Tuesday, June 26, 2012

Bread and Water

When I was a Midshipman at the Naval Academy I took a Law for the Junior Officer course. It covered the procedures, processes, and punishments of military law and the UCMJ.

Our instructor was a JAG Navy commander. He earned a Bronze Star during Desert Storm by monitoring radio networks and preventing a fratricide incident in the heat of battle.

He taught us a great lesson in creativity that he learned when he was a legal advisor to an aircraft carrier captain.

A Navy ship's captain, who is the commanding officer of the ship, can hold legal proceedings and dish out punishment. One punishment that's still on the books in the U.S. Navy is bread and water. To receive this punishment, a prisoner's first certified as healthy by the ship's doctor before confined to the brig.

My law professor told us that the bread and water punishment didn't work out as well as expected. The delinquents ended up bragging, after their incarceration, about how they survived the "old man's" most severe punishment allowed by law. Instead of a punishment, it became a point of pride.

What to do?

My professor had his ship's legal team take a closer look at the bread and water regulation:

(A) if imposed upon a person attached to or embarked in a vessel, confinement on bread and water or diminished rations for not more than three consecutive days;

A light bulb went off when they read, "diminished rations." Instead of serving bread and water, the prisoner was now fed baby food. Same caloric content, just a different medium.

Telling shipmates they survived three days on baby food ended the bravado.

Author: Joe Moreno

Monday, June 25, 2012

My Early Days At Apple

In the late 1990s, when I told people that I worked at Apple, it was like telling them that I worked at Atari or Commodore. "You don't hear much from Apple, anymore," someone once said to me.

The funny part, when I started working there in 1998, was that I had no experience on a Mac. I only knew that Macs were easy to use. I was hired at a job conference in San Diego and, after I accepted the verbal offer, I confessed to my soon-to-be boss that I had never worked on a Mac. "Don't worry about that - we use Windows NT," he said.

Seriously? I was about to go work for Apple on Windows?!?

I shouldn't have been hired due to my lack of web/Java experience, but it was the Dot-com boom and Apple was hiring like Gang Busters. I didn't even know what my job position would be when I signed up, so I was wondering what I'd be working on that required me to relocate to the Washington DC area. All I knew is that it was an unbelievably exciting time to be working in high tech. It seemed like everyone was getting rich!

It turns out that I was hired to be a WebObjects consulting engineer for the consulting division in the Apple Federal office (this office has since relocated to a different part of town).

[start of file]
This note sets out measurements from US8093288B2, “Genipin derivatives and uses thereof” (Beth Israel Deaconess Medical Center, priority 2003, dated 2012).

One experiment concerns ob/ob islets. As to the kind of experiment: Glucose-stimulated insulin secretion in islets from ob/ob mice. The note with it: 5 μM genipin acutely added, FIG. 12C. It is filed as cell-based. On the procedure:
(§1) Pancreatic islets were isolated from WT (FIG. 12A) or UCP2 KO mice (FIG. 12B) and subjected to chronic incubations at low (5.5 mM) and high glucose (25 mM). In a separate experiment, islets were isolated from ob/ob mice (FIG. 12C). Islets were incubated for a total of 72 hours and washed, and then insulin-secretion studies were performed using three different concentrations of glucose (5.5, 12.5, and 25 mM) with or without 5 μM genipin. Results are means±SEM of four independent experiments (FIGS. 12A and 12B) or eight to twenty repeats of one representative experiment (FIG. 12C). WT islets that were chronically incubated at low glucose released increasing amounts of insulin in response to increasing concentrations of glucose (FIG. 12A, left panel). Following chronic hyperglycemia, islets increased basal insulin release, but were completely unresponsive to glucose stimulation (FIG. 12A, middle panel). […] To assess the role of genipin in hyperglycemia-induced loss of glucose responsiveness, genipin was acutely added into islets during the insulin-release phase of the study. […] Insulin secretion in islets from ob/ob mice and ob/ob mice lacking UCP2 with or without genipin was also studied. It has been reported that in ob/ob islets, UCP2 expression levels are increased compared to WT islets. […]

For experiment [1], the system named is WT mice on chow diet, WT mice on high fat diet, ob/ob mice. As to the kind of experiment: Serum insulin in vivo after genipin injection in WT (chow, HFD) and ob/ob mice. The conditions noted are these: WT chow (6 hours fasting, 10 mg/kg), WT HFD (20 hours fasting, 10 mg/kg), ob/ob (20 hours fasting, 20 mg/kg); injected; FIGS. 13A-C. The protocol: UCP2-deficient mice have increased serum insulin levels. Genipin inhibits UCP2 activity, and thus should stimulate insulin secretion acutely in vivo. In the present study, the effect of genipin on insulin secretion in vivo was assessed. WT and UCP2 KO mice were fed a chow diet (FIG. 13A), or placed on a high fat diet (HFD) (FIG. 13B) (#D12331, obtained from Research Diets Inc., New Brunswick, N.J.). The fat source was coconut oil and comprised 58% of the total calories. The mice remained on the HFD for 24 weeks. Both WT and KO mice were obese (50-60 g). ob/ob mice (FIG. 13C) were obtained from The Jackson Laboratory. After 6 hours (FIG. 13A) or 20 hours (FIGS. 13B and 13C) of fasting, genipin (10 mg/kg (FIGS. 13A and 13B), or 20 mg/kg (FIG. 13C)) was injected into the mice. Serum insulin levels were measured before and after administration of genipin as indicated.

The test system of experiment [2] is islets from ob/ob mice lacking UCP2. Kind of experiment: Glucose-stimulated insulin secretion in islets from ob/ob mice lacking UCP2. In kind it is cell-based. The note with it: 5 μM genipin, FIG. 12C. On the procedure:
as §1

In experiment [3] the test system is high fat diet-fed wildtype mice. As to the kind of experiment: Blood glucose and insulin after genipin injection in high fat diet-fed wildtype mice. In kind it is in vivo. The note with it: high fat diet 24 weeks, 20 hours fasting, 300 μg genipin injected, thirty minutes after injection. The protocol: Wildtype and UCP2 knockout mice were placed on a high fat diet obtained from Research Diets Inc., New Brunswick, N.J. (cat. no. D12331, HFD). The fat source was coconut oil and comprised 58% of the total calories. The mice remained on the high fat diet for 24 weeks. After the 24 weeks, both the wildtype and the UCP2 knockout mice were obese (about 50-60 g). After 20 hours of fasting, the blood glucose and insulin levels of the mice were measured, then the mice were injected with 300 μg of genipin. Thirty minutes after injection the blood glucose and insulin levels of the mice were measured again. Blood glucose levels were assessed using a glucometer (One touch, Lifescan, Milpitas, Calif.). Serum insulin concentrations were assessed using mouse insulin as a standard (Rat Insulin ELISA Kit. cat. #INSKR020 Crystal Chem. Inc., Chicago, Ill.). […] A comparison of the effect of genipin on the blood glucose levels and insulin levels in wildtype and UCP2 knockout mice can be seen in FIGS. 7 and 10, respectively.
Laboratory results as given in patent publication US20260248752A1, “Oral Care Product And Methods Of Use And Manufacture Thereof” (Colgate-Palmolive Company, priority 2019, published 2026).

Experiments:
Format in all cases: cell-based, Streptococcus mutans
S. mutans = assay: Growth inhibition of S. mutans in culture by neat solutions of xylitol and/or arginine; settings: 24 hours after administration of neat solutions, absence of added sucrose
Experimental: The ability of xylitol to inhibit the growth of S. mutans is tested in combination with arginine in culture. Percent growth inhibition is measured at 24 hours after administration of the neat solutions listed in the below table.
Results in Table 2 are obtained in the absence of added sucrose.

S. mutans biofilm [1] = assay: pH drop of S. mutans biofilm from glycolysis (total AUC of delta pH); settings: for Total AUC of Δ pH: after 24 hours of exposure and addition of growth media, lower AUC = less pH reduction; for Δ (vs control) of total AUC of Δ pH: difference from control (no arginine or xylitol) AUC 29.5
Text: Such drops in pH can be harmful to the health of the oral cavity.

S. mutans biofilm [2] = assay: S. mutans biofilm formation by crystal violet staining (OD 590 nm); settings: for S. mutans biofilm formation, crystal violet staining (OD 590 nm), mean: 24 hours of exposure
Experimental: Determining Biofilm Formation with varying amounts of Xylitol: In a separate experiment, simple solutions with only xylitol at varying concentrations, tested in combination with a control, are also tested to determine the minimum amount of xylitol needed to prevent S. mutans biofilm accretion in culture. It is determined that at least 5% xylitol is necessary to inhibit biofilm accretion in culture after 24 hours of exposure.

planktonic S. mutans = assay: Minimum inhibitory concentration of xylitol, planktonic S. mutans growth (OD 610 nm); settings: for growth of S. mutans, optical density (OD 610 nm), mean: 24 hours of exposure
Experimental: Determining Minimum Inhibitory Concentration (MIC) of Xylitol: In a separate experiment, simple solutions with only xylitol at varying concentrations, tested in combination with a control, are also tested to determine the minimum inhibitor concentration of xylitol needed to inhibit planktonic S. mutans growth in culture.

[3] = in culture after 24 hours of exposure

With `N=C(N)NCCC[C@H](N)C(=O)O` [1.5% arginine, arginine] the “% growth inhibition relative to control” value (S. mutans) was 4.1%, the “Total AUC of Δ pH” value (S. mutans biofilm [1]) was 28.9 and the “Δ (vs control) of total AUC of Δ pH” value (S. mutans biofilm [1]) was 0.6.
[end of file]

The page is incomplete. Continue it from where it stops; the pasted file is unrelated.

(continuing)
Why Windows?
My first week at Apple, I was given a Toshiba Tecra and my job was to "build it from scratch" which meant installing Windows NT, WebObjects, and an Oracle database server. This was not an easy task - I had to hunt down lots of little things like network card, video, and printer drivers and then figure out which interrupts they needed to be configured to (if I recall correctly). But, before I did that, I had to use a floppy disk to install PKZIP so I could unzip files. Not fun at all. I felt so dumb that I'd be sure to ask different coworkers for help so that no one person could see my total ignorance.

The reason we worked on Windows NT was because, the previous year, Apple had purchased NeXT for both their operating system (OpenStep) and web app server (WebObjects). At the time of the purchase OpenStep and WebObjects ran on Windows NT.

Several years earlier, NeXT engineers had ported NeXT OS from their proprietary hardware over to Windows - a technique that would benefit Apple in 2005 when they seamlessly ported Mac OS X from the PowerPC to the Intel processor. Their secret was to develop against layers of abstraction rather than hard coding directly to low level hardware. For example, to get WebObjects, which was designed to run on UNIX with a Mach kernel, to run on Windows NT, they ported over a subset of the Mach kernel to sit between WebObjects and Windows. It ran as a Windows daemon to help WebObjects work with Windows.

Apple's Future
Apple's future was very precarious in the late 1990s. During my first few years, I kept wondering why I was purchasing Apple stock and not Microsoft's. The iPod, iPhone, and iPad weren't even a gleam in Steve Jobs's eye back then as he attempted to design four desktop and laptop computers for the consumer and professional markets.